As ECB, Gartner and Forrester all predict IT spending will go up, and IDG seems to be hinting at that, I'm a little more confident that this is an overall good sign.

     

     

  3. Ariella
    October 27, 2010

    Barbara, I do hope that the spending also translates into more jobs here in the US. So many IT people lost their jobs as development programs were scrapped or reassigned abroad to take advantage of cheap labor.  Even help desk jobs were diverted despite computer users' frustration with that situation.

  4. Barbara Jorgensen
    October 27, 2010

    Hi Ariella,

    Yes, you and Dave make a good point–one of the things that wasn't mentioned in the IT forecasts were jobs. Spending on hardware is always good news for the supply chain. Spending on process imrpovement (as ECB mentioned in its forecast) more often than not requires IT people. I'll keep an eye out for future such reports and if our readers see anything, forward it along! Job growth is still a crucial part of the whole recovery equation.

     

  5. Steve Saunders
    October 27, 2010

    Agree with Ariella. And assuming this does spur job growth where will that occur? US or overseas? And how long will it take for the growth in spending to produce a commensurate increase in jobs? These are questions that many readers of this site will want to hear answers to!

  6. AnalyzeThis
    October 27, 2010

    In my case, IT spending for next year will certainly increase. Too many projects and upgrades have been put off due to the not-wonderful economy. Continuing to delay on pushing forward on these initiatives would potentially really hurt the future of our business, at this point.

    However, I do also agree with what Dave mentioned in his post: many of our larger projects are either being scaled back or outright canceled. It's more about upgrading what we already have and making small improvements in a few high-priority areas.

    As far as job growth goes… that is hard to say. Doubt I'll be doing much hiring, there hasn't been that much turnover here because it's not like many people have departed to take better jobs elsewhere. I suppose the good news is that if I do need to hire, it should not be very difficult to fill those positions: there's plenty of talent out there looking for work.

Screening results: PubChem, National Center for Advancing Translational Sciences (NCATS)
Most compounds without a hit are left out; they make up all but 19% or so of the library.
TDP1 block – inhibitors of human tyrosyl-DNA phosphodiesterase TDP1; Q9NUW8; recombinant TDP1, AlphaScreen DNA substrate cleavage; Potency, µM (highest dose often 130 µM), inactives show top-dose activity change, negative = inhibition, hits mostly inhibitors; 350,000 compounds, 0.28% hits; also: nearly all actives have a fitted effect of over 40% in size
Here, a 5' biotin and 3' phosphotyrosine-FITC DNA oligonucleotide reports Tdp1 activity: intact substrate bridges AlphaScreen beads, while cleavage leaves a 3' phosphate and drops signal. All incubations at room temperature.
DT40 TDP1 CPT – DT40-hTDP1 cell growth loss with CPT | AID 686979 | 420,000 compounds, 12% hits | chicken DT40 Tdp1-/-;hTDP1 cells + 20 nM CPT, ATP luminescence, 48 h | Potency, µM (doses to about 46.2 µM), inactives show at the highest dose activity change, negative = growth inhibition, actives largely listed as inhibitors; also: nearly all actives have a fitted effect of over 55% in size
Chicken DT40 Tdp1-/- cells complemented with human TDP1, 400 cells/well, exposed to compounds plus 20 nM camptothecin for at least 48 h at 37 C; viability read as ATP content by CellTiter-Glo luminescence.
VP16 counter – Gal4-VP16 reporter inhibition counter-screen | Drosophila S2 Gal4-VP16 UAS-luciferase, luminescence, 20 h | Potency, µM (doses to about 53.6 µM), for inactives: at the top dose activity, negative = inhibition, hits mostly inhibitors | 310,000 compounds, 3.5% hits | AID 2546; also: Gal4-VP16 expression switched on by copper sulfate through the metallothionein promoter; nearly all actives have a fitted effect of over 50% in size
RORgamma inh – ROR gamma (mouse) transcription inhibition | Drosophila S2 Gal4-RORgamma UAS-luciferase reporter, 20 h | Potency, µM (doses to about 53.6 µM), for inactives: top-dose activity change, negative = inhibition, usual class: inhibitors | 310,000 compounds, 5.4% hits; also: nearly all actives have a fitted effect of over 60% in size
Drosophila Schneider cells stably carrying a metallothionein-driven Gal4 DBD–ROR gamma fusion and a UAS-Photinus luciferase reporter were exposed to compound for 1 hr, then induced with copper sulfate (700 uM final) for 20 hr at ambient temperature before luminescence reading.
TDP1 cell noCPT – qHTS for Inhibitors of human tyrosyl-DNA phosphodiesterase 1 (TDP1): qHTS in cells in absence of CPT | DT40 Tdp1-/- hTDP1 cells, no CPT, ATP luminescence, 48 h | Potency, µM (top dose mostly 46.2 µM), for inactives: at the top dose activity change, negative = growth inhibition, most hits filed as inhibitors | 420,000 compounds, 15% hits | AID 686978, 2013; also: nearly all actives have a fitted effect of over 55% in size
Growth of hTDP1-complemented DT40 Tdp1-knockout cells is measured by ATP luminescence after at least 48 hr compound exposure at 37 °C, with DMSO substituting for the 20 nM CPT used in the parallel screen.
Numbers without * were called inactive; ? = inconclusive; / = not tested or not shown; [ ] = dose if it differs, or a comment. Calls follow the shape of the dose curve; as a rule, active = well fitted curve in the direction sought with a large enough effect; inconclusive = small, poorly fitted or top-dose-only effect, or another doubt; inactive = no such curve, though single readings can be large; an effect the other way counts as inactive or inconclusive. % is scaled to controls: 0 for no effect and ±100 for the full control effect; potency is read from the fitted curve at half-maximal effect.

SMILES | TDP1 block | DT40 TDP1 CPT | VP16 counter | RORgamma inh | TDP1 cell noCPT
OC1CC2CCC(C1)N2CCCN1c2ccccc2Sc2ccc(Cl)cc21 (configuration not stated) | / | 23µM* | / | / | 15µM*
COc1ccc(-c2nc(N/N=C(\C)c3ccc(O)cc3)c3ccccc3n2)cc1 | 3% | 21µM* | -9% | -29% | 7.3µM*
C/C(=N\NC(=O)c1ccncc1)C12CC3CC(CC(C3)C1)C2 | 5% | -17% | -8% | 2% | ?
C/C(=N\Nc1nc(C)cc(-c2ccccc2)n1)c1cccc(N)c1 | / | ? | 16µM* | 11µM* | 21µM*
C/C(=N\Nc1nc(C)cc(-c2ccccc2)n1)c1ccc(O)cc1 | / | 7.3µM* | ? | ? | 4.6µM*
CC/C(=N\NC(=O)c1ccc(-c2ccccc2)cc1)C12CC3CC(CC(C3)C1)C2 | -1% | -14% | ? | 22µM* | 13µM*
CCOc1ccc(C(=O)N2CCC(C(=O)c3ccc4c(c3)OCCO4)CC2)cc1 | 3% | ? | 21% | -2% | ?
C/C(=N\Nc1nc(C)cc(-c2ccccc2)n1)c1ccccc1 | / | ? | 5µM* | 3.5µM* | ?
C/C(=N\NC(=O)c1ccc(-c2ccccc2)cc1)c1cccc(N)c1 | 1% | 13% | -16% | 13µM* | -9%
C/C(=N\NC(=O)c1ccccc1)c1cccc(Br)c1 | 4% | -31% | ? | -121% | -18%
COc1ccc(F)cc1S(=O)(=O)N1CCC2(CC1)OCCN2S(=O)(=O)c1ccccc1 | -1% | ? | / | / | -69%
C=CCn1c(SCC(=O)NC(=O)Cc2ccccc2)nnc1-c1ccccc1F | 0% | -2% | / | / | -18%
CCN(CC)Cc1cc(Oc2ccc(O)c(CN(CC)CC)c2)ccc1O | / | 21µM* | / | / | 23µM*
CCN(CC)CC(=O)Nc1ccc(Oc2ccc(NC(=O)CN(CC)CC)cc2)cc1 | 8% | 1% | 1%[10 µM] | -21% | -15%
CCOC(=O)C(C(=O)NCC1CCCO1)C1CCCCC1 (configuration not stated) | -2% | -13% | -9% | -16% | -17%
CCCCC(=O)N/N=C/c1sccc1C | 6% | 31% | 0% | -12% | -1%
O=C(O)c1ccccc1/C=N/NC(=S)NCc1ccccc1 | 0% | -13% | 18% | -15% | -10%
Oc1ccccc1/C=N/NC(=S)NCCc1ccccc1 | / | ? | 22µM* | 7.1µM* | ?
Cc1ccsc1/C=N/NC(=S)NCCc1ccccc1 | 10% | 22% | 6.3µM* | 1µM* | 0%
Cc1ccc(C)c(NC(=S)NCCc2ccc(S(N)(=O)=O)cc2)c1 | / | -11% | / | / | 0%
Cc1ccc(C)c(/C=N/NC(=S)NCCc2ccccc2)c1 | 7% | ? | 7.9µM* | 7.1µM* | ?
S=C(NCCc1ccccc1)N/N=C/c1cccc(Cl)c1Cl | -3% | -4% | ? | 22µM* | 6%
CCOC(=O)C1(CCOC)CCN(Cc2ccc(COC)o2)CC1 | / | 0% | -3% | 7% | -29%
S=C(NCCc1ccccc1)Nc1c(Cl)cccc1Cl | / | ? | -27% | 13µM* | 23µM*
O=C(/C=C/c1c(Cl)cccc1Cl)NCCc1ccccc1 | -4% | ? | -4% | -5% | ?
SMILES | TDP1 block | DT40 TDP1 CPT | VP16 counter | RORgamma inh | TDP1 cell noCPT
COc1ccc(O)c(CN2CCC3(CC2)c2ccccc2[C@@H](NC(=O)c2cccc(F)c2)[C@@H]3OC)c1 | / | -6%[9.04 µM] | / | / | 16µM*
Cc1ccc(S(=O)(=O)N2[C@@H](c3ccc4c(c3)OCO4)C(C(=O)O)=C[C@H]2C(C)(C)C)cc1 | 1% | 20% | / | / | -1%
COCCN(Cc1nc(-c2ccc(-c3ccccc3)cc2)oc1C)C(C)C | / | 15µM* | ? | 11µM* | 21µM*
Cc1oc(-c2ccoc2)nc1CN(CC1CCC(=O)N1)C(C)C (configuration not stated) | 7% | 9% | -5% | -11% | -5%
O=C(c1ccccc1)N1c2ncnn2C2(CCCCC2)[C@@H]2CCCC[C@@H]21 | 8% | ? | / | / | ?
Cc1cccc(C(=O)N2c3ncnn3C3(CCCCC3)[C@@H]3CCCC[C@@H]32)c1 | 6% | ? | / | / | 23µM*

7. Steve Saunders
    October 27, 2010

    the company i work for has had a salary freeze for a while – is that the same at your place of work?

  8. AnalyzeThis
    October 27, 2010

    the company i work for has had a salary freeze for a while – is that the same at your place of work?

    Absolutely. Frozen since the start of 2009. And the outlook for 2011 doesn't look wonderful either, maybe if I'm lucky some of the better employees will be “rewarded” with a 5% bump… but that's probably the best one could hope for.

    Plans for 2011 are actually still TBD. Everyone involved realizes that it's probably not the best idea to keep salaries frozen this long.

  9. Barbara Jorgensen
    October 27, 2010

    I knew I saw something about this within the past few weeks. A UK firm reports the following:

    For the first time this year, IT support roles have taken over from IT manager jobs as the highest number represented on The IT Job Board (http://www.theitjobboard.co.uk ). That's the finding from the company's latest Skills in Demand report (September 2010).

    As per previous reports, IT support and IT manager roles continue to represent the highest proportion of jobs on The IT Job Board site. But, since January 2010, the number of IT manager Jobs advertised have almost halved, and – today – they account for 32 percent of the available jobs.

    Demand for project managers has also decreased month-on-month, between May to September of this year.

    And in the US:

    ThomasNet’s newest Industry Market Barometer™ (IMB ) shows North America’s industrial/manufacturing sector surging forward, accelerating the momentum of its recovery with the promise of further expansion to come. Several key indicators all demonstrate a sector that’s “caught on fire”—taking into account more company growth, fewer business declines, a resumption of hiring, a winding down of layoffs, and new investments.

    Here is the link for more information:

    http://www.businesswire.com/news/home/20101004006288/en/Survey-Shows-Industrial-Sector-Surging-Noting-Faster

    “Their growth is fueling the expansion of the companies that buy from them—leading to increased innovation, decreased time to market, and additional hiring.”

    New Job Creation; Layoffs Nearly Over

    The growth of industrial companies is leading to the creation of new jobs, with 34 percent of respondents saying they plan to hire again this year. The kinds of jobs companies are adding also indicate more growth ahead. For example, 25 percent of firms with new openings are adding line workers, an indication of increased product demand. Twenty-three percent are adding sales and marketing staff, showing confidence in customer buying power. Nineteen percent are recruiting engineers, supporting stepped up product development.